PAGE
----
One day after Neil Henry lit up the mediasphere with his stark comments on the world of journalism in a brave new world of instant, independent media, more bombshells continue to drop at the San Francisco Chronicle, as the beleaguered paper saw its managing editor quit yesterday, despite not having a new job. In his leaving, he said the business model in the newspaper business "is clearly broken."
Not too long ago, San Francisco was a two-paper town, with the Chronicle and Examiner publishing every day. The Examiner functioned as an afternoon paper, including the closing day's stock prices, and the Chronicle was the paper of record. In a series of missteps, the Examiner cut back the number of editions, went to tabloid format, and all but disappeared. The Chronicle, the seeming victor in the race, has seen its own struggles, and is circling the drain in an extremely wired, connected landscape that is turning elsewhere for its media intake.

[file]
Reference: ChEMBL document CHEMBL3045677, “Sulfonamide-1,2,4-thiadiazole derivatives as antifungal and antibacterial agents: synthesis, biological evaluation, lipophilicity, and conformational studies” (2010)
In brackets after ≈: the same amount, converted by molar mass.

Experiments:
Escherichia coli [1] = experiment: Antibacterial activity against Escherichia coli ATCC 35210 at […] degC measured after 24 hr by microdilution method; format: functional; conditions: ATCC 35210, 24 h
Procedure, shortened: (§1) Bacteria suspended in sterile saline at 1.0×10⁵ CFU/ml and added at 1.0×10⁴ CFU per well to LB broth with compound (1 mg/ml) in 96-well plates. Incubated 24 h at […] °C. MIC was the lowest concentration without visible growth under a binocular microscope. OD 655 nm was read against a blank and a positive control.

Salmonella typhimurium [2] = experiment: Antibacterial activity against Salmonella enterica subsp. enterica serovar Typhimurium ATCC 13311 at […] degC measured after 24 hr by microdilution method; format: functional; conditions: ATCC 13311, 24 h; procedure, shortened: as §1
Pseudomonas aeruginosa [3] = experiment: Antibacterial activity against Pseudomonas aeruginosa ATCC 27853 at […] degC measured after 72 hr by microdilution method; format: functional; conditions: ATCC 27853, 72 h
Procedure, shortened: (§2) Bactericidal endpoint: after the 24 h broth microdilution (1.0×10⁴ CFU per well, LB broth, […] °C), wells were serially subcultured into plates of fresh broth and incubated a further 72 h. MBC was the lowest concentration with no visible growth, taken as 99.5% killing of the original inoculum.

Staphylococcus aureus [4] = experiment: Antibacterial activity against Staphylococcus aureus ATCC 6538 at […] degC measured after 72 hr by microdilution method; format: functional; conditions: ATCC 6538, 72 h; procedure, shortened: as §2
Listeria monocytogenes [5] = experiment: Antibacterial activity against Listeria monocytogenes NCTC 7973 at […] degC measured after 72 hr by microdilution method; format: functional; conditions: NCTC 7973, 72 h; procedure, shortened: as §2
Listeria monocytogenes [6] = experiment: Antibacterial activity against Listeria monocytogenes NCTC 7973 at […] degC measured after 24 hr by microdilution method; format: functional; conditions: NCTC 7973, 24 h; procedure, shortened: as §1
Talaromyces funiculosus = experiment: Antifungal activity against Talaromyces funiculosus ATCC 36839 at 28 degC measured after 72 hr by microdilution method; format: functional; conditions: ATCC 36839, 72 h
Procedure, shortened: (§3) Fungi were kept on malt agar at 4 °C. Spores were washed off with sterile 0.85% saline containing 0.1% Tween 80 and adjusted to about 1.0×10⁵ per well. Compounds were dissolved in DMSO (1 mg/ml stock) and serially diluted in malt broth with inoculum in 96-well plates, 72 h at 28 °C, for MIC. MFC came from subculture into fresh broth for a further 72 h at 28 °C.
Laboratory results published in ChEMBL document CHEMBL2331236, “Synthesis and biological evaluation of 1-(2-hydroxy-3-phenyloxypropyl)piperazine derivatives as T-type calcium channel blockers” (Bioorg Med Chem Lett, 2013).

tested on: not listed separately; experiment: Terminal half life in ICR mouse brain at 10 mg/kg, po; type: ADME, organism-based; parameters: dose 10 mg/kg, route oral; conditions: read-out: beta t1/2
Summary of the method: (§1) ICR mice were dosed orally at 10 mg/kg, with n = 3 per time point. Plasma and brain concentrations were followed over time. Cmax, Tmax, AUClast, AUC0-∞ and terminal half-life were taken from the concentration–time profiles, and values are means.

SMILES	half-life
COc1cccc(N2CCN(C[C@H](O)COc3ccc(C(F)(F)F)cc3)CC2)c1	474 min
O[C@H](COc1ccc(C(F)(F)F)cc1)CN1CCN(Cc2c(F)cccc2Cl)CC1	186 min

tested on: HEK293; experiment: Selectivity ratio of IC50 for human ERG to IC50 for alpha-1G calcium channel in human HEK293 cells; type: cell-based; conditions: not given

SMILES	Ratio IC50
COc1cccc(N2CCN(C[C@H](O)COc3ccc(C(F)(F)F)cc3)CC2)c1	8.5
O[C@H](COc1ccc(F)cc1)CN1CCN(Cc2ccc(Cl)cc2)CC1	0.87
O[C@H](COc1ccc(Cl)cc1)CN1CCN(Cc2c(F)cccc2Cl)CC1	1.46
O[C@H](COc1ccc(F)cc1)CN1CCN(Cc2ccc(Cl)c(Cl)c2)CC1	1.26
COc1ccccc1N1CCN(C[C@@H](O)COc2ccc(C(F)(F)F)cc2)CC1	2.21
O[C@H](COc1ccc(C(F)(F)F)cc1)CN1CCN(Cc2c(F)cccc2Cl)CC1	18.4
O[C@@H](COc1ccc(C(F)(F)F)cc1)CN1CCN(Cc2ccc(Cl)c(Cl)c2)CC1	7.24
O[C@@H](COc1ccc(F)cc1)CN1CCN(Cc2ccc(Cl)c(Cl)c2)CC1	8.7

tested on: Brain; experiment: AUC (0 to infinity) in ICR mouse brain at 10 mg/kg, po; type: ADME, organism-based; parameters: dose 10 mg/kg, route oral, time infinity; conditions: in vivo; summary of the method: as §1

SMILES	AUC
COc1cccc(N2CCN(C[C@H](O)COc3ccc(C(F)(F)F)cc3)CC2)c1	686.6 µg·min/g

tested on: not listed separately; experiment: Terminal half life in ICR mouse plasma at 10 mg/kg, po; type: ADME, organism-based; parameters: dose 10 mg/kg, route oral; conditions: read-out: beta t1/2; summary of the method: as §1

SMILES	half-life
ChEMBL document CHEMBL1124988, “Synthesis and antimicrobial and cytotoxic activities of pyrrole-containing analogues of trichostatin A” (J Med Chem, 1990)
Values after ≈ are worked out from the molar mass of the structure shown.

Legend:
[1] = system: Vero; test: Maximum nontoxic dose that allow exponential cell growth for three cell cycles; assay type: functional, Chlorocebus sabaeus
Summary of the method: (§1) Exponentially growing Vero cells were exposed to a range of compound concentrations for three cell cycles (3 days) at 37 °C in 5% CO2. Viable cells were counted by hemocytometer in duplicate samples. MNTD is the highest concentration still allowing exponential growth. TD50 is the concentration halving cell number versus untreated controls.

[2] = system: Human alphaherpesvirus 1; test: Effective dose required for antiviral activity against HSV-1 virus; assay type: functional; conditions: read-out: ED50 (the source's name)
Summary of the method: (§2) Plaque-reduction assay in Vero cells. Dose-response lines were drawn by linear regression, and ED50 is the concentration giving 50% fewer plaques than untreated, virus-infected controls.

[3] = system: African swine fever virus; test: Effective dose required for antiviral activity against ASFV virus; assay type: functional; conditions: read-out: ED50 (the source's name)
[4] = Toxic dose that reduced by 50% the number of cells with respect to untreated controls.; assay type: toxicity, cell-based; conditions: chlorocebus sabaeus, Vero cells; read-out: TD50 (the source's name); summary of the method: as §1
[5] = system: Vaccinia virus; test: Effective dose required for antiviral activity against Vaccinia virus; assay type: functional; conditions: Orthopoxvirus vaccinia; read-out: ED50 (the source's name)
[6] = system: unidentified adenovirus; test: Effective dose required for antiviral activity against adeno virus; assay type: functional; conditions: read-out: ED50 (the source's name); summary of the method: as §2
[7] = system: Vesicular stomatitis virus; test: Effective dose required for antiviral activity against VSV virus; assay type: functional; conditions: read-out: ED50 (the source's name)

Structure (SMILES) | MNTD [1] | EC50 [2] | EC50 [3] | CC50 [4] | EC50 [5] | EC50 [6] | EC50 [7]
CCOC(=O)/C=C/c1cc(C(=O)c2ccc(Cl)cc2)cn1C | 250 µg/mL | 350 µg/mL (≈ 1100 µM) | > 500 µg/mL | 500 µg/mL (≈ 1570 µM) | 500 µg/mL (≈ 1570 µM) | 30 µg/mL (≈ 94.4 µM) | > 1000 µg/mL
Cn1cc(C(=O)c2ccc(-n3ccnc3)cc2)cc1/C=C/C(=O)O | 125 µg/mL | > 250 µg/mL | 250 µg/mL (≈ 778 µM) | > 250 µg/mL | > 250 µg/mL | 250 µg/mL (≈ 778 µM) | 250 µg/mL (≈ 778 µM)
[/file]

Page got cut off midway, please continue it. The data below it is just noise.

I was once a newspaper addict. I read the paper daily from the age of 12, scoured for newspaper headlines and editorials all over the nation when the Internet evolved, and seriously considered journalism as a profession, becoming a charter subscriber to the defunct Brill's Content, and making myself a student of the craft. But the landscape changed under my feet, and I was lucky enough to make the jump to a more forward-looking, aggressive environment. If others in the newspaper business don't make similar moves, many will find themselves starting their careers over, voluntarily or not.